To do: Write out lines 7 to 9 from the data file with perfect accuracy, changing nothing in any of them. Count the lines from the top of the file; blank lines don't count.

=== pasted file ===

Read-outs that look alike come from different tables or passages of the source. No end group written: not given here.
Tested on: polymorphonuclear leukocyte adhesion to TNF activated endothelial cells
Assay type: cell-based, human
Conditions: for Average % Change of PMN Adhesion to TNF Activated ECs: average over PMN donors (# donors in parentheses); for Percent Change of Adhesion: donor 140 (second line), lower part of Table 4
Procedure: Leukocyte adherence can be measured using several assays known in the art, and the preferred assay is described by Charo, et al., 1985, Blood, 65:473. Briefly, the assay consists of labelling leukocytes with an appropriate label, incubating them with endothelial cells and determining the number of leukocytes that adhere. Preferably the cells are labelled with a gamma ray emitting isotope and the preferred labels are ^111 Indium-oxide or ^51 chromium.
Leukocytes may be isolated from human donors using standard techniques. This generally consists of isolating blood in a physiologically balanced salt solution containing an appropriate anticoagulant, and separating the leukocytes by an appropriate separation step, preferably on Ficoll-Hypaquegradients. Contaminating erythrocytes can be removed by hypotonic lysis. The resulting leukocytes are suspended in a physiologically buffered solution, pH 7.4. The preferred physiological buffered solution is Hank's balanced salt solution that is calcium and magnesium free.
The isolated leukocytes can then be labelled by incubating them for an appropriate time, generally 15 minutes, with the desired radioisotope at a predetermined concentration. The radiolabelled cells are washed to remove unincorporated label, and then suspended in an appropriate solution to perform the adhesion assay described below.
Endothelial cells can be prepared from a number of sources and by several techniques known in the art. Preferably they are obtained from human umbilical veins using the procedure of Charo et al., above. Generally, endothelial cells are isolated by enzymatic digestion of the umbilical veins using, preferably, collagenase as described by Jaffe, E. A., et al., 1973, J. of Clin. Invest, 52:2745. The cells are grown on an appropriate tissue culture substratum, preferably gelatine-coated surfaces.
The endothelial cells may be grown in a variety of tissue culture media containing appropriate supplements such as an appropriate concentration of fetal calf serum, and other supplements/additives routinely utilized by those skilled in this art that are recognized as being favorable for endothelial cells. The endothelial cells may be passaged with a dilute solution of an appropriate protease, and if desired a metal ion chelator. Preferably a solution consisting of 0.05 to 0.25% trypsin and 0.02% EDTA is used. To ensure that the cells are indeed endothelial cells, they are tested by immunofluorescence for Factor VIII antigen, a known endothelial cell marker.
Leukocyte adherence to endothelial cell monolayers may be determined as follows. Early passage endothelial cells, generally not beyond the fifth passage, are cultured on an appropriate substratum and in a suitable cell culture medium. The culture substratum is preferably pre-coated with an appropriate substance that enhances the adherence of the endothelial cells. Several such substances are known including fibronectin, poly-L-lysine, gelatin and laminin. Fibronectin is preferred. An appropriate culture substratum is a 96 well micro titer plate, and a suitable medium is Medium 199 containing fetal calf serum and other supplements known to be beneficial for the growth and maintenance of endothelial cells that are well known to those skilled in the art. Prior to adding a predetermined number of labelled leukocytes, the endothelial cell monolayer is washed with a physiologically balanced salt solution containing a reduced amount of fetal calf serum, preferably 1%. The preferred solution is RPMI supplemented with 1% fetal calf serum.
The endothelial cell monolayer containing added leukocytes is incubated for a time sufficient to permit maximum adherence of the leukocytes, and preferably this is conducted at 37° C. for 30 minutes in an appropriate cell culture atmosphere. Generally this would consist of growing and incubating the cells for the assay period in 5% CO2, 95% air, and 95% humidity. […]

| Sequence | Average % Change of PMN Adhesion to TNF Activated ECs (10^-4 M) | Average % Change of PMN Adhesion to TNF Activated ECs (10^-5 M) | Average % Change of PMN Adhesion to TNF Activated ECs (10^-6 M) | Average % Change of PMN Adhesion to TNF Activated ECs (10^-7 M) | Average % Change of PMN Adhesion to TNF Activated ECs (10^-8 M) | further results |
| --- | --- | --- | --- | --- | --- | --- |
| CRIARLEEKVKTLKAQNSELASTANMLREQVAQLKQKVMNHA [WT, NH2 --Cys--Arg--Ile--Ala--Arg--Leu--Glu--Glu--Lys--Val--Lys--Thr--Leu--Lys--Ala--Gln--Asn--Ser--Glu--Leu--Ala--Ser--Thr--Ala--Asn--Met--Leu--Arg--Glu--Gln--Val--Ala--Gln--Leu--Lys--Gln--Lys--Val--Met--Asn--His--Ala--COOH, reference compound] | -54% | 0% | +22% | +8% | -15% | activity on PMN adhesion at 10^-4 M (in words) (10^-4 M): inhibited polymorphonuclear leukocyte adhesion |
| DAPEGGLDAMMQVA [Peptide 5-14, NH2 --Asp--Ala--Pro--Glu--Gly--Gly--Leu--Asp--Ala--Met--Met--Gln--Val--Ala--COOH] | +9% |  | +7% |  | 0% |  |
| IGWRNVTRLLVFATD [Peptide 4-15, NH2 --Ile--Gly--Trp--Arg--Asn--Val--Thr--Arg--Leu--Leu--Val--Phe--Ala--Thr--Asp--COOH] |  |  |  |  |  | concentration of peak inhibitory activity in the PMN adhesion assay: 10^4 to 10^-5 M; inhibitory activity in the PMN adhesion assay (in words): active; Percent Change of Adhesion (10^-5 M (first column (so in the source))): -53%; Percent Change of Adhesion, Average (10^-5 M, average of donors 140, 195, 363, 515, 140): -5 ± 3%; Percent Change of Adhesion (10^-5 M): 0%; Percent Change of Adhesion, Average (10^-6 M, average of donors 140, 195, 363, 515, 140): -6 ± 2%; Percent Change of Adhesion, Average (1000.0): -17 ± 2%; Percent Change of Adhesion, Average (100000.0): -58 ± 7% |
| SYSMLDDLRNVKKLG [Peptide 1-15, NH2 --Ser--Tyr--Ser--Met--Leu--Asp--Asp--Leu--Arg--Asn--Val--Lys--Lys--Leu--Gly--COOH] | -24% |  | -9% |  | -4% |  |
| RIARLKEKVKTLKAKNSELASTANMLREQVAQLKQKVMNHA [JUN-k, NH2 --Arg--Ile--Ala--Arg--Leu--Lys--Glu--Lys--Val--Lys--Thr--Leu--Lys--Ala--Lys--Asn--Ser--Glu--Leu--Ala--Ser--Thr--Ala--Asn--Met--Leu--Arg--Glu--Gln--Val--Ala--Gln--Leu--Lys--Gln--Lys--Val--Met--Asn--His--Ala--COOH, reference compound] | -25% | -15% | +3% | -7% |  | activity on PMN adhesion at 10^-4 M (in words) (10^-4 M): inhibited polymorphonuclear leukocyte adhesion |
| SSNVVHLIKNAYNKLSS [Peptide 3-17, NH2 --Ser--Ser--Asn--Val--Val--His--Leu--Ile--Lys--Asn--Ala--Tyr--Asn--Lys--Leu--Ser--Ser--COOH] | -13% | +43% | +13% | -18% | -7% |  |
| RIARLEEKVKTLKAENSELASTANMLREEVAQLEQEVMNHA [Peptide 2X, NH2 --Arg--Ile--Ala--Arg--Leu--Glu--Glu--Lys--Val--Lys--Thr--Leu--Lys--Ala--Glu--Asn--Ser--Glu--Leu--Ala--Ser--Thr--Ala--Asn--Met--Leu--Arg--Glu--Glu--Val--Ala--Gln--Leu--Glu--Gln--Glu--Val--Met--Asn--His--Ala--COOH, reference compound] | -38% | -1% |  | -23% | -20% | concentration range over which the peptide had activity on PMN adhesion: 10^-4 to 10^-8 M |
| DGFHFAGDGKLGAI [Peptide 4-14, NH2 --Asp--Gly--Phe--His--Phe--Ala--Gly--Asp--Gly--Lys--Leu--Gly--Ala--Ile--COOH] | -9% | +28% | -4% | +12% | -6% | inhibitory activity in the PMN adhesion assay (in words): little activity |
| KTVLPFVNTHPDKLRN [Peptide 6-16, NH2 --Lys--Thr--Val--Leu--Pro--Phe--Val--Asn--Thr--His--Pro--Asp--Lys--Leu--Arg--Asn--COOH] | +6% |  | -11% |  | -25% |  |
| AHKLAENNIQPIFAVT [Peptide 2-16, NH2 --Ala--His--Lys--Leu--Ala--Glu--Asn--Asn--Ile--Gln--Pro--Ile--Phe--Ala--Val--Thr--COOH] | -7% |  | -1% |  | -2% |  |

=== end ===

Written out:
The isolated leukocytes can then be labelled by incubating them for an appropriate time, generally 15 minutes, with the desired radioisotope at a predetermined concentration. The radiolabelled cells are washed to remove unincorporated label, and then suspended in an appropriate solution to perform the adhesion assay described below.
Endothelial cells can be prepared from a number of sources and by several techniques known in the art. Preferably they are obtained from human umbilical veins using the procedure of Charo et al., above. Generally, endothelial cells are isolated by enzymatic digestion of the umbilical veins using, preferably, collagenase as described by Jaffe, E. A., et al., 1973, J. of Clin. Invest, 52:2745. The cells are grown on an appropriate tissue culture substratum, preferably gelatine-coated surfaces.
The endothelial cells may be grown in a variety of tissue culture media containing appropriate supplements such as an appropriate concentration of fetal calf serum, and other supplements/additives routinely utilized by those skilled in this art that are recognized as being favorable for endothelial cells. The endothelial cells may be passaged with a dilute solution of an appropriate protease, and if desired a metal ion chelator. Preferably a solution consisting of 0.05 to 0.25% trypsin and 0.02% EDTA is used. To ensure that the cells are indeed endothelial cells, they are tested by immunofluorescence for Factor VIII antigen, a known endothelial cell marker.